Investment in cold storages have seen a sharp increase over recent years, partly due to the government’s increased focus on conservation of agricultural produce for better shelf life and a higher return for farmers, by selling their produce in the lean supply season. Data compiled by the Union ministry of food processing showed the government approved 93 projects worth around Rs 28.3 billion in calendar year 2017, compared to three projects with an investment commitment of nearly Rs0.6 billion the previous year. In January-February this year, 14 projects worth Rs3.3 billion have been approved. The sharp increase, in number of projects and investment commitment, indicates investors’ growing confidence here on higher return. Still, even this pace is insufficient to meet the requirement. An estimated 30 per cent of horticultural output is lost due to poor post-harvest management, lack of cold storage facilities and lack of connectivity between farmers and consumers. “Nevertheless, we have started scratching the surface. A cold storage facility in India is backed primarily by the need for either captive or commercial use. For example, dairy, pharmaceutical or food and beverage products that cannot survive without cold chains are properly supported by backward and forward integration. Still, independent commercial cold storages are lacking today due to the fear of lower occupancy. Thus, we have a long way,” said B Thiagarajan, joint managing director at Blue Star, the country’s largest central air conditioning and commercial refrigeration entity. The majority of cold chains are in the segments of bio pharmaceuticals, dairy, seafood, meat, food and beverages. All these directly serve large processed food producers and export-centric segments.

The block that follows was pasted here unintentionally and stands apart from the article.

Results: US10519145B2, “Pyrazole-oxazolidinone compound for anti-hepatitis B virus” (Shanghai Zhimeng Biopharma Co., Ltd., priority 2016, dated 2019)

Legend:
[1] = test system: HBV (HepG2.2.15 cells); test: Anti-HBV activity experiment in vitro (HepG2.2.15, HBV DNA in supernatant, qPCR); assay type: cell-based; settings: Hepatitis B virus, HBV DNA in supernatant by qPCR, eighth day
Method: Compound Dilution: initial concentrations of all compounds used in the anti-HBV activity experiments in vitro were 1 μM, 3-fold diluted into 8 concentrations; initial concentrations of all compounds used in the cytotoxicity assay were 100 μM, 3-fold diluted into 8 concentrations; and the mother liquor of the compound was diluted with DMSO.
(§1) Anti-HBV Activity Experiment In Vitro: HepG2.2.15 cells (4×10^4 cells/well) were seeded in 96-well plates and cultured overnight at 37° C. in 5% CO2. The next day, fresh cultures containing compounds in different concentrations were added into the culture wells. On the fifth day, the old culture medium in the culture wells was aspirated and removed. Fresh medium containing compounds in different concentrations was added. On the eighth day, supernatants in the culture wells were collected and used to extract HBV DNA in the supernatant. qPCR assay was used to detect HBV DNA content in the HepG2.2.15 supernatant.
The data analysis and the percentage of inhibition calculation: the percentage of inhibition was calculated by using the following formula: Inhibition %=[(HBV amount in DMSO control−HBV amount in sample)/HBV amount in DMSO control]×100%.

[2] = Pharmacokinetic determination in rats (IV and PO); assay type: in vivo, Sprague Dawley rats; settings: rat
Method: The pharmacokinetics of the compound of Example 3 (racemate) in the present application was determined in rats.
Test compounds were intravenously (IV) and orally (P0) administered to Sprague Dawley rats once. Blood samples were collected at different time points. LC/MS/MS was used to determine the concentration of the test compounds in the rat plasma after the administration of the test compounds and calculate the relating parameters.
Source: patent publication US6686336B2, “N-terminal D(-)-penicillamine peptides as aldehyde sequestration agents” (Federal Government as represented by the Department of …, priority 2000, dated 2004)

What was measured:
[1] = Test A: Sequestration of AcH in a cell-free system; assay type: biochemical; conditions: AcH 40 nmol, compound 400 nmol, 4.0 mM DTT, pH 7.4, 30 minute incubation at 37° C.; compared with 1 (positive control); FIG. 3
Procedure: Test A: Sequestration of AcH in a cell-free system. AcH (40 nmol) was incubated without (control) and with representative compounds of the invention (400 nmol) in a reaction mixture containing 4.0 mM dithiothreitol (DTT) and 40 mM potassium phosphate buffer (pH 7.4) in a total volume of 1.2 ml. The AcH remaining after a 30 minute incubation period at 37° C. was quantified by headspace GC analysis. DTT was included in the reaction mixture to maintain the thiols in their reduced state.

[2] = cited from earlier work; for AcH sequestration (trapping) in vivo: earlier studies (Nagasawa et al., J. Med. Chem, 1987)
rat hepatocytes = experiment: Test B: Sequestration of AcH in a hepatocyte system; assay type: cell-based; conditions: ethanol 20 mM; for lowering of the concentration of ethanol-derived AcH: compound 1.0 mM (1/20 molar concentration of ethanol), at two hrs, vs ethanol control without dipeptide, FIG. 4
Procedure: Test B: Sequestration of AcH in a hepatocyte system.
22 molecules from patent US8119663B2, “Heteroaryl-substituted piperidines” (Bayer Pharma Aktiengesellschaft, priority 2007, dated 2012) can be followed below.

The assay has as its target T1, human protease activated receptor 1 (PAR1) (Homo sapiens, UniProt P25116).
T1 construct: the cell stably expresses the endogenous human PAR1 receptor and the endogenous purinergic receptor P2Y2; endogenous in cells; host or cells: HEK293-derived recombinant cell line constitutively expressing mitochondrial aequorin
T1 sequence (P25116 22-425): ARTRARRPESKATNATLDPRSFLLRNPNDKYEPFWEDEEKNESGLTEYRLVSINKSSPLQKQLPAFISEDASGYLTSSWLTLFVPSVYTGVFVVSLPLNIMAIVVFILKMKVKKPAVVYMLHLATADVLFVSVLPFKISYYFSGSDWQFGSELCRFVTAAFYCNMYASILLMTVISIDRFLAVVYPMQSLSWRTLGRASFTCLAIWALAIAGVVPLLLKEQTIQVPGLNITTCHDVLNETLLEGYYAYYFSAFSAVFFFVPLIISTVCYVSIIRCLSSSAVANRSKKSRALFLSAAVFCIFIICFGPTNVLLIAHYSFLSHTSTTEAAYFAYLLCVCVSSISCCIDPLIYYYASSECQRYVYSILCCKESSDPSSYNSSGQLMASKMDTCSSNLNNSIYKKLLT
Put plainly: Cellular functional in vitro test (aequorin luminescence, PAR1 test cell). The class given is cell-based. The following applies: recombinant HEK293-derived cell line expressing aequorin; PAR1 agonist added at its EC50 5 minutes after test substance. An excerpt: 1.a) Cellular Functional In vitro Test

Source: Business Standard